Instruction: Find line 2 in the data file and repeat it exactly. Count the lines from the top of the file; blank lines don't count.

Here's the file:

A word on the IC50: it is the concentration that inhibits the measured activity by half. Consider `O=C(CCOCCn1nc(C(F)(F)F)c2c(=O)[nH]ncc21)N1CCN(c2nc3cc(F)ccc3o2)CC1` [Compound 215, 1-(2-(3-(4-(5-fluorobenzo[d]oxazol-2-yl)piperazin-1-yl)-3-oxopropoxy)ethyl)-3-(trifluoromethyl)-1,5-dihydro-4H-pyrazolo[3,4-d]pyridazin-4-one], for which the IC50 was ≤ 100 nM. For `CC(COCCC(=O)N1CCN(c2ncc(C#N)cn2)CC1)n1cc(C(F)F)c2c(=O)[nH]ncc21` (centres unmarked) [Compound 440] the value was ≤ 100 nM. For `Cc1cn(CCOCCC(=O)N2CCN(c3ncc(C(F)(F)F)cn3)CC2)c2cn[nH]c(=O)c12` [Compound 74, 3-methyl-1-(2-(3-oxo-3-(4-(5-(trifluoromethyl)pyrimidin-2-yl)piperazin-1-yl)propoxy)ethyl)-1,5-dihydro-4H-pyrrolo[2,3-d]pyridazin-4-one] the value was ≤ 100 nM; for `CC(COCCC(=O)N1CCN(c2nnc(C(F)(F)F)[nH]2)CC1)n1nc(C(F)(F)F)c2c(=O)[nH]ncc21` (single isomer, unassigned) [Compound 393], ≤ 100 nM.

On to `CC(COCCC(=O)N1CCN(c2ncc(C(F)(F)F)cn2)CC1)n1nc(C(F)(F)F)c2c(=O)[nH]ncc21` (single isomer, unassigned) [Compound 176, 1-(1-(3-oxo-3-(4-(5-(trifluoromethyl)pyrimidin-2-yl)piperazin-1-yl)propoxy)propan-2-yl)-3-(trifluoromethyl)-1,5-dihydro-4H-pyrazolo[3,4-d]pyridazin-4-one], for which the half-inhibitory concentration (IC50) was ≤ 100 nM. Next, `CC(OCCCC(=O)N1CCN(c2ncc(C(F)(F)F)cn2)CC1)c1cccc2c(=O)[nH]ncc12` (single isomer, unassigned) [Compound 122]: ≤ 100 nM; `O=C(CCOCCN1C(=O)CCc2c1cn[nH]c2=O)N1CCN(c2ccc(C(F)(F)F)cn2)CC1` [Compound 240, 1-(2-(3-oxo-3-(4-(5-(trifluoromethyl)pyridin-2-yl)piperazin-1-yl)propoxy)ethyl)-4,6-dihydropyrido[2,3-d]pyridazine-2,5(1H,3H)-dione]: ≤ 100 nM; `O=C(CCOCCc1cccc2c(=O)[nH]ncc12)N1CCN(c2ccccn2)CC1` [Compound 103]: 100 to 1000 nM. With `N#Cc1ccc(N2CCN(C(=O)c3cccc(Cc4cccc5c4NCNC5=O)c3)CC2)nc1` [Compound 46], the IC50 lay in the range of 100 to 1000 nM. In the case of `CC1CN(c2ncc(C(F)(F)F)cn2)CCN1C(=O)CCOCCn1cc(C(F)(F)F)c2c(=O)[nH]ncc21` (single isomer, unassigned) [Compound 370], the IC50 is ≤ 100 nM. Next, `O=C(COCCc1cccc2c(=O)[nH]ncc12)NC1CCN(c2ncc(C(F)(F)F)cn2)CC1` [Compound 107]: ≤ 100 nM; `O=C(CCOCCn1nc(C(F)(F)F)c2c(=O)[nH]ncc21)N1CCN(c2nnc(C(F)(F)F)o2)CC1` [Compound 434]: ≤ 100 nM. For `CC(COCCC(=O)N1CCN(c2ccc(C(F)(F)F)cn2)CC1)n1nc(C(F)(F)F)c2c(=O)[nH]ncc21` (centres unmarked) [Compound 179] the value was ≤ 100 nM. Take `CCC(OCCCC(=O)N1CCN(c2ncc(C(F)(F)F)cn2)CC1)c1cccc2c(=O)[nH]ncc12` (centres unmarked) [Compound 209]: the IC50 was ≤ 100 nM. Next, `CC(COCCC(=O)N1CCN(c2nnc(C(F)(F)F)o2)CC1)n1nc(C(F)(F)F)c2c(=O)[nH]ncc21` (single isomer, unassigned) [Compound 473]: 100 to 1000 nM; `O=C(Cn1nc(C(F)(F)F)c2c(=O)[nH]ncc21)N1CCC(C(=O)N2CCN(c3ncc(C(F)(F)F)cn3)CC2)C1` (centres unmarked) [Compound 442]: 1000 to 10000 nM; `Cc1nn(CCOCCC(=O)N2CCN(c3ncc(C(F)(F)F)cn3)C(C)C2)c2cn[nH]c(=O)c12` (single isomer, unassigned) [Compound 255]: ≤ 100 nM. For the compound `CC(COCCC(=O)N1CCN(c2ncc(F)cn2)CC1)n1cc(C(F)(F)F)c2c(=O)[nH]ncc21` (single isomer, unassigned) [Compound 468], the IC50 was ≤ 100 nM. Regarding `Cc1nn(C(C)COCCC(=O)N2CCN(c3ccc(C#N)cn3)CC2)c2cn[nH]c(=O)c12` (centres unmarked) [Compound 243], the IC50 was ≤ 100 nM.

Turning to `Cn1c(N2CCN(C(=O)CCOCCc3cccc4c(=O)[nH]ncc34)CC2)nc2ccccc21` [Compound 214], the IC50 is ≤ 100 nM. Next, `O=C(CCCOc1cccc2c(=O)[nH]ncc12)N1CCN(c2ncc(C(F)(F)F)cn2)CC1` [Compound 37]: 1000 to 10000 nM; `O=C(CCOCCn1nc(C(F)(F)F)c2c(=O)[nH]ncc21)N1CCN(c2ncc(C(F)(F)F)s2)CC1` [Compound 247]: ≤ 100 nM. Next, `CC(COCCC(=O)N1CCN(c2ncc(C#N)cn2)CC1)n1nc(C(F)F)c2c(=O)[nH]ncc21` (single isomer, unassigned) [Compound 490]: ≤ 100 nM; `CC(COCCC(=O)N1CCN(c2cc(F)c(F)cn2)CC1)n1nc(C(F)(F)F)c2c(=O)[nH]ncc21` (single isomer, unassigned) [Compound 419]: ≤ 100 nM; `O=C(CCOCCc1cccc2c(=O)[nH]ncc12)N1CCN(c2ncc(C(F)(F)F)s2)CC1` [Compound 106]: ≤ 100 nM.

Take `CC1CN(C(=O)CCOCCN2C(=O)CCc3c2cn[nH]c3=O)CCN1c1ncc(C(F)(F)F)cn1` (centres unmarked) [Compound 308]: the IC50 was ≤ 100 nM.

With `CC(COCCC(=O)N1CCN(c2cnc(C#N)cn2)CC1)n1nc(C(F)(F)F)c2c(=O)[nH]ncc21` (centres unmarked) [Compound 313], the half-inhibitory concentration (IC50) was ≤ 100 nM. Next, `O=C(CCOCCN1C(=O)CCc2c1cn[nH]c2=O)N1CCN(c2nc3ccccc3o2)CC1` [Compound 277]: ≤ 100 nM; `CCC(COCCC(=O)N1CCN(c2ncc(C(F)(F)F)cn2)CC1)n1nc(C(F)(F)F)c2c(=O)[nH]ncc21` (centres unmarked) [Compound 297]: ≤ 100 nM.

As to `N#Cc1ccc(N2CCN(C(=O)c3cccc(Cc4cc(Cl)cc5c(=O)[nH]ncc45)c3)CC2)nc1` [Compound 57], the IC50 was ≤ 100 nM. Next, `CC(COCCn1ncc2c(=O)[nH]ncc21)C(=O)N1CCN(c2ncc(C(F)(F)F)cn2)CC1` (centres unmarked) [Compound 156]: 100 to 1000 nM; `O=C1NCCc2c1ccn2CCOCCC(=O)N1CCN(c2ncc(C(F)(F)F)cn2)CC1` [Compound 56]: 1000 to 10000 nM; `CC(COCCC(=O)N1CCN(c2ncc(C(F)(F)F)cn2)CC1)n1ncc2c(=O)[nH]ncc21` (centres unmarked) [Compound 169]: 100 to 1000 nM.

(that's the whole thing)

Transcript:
On to `CC(COCCC(=O)N1CCN(c2ncc(C(F)(F)F)cn2)CC1)n1nc(C(F)(F)F)c2c(=O)[nH]ncc21` (single isomer, unassigned) [Compound 176, 1-(1-(3-oxo-3-(4-(5-(trifluoromethyl)pyrimidin-2-yl)piperazin-1-yl)propoxy)propan-2-yl)-3-(trifluoromethyl)-1,5-dihydro-4H-pyrazolo[3,4-d]pyridazin-4-one], for which the half-inhibitory concentration (IC50) was ≤ 100 nM. Next, `CC(OCCCC(=O)N1CCN(c2ncc(C(F)(F)F)cn2)CC1)c1cccc2c(=O)[nH]ncc12` (single isomer, unassigned) [Compound 122]: ≤ 100 nM; `O=C(CCOCCN1C(=O)CCc2c1cn[nH]c2=O)N1CCN(c2ccc(C(F)(F)F)cn2)CC1` [Compound 240, 1-(2-(3-oxo-3-(4-(5-(trifluoromethyl)pyridin-2-yl)piperazin-1-yl)propoxy)ethyl)-4,6-dihydropyrido[2,3-d]pyridazine-2,5(1H,3H)-dione]: ≤ 100 nM; `O=C(CCOCCc1cccc2c(=O)[nH]ncc12)N1CCN(c2ccccn2)CC1` [Compound 103]: 100 to 1000 nM. With `N#Cc1ccc(N2CCN(C(=O)c3cccc(Cc4cccc5c4NCNC5=O)c3)CC2)nc1` [Compound 46], the IC50 lay in the range of 100 to 1000 nM. In the case of `CC1CN(c2ncc(C(F)(F)F)cn2)CCN1C(=O)CCOCCn1cc(C(F)(F)F)c2c(=O)[nH]ncc21` (single isomer, unassigned) [Compound 370], the IC50 is ≤ 100 nM. Next, `O=C(COCCc1cccc2c(=O)[nH]ncc12)NC1CCN(c2ncc(C(F)(F)F)cn2)CC1` [Compound 107]: ≤ 100 nM; `O=C(CCOCCn1nc(C(F)(F)F)c2c(=O)[nH]ncc21)N1CCN(c2nnc(C(F)(F)F)o2)CC1` [Compound 434]: ≤ 100 nM. For `CC(COCCC(=O)N1CCN(c2ccc(C(F)(F)F)cn2)CC1)n1nc(C(F)(F)F)c2c(=O)[nH]ncc21` (centres unmarked) [Compound 179] the value was ≤ 100 nM. Take `CCC(OCCCC(=O)N1CCN(c2ncc(C(F)(F)F)cn2)CC1)c1cccc2c(=O)[nH]ncc12` (centres unmarked) [Compound 209]: the IC50 was ≤ 100 nM. Next, `CC(COCCC(=O)N1CCN(c2nnc(C(F)(F)F)o2)CC1)n1nc(C(F)(F)F)c2c(=O)[nH]ncc21` (single isomer, unassigned) [Compound 473]: 100 to 1000 nM; `O=C(Cn1nc(C(F)(F)F)c2c(=O)[nH]ncc21)N1CCC(C(=O)N2CCN(c3ncc(C(F)(F)F)cn3)CC2)C1` (centres unmarked) [Compound 442]: 1000 to 10000 nM; `Cc1nn(CCOCCC(=O)N2CCN(c3ncc(C(F)(F)F)cn3)C(C)C2)c2cn[nH]c(=O)c12` (single isomer, unassigned) [Compound 255]: ≤ 100 nM. For the compound `CC(COCCC(=O)N1CCN(c2ncc(F)cn2)CC1)n1cc(C(F)(F)F)c2c(=O)[nH]ncc21` (single isomer, unassigned) [Compound 468], the IC50 was ≤ 100 nM. Regarding `Cc1nn(C(C)COCCC(=O)N2CCN(c3ccc(C#N)cn3)CC2)c2cn[nH]c(=O)c12` (centres unmarked) [Compound 243], the IC50 was ≤ 100 nM.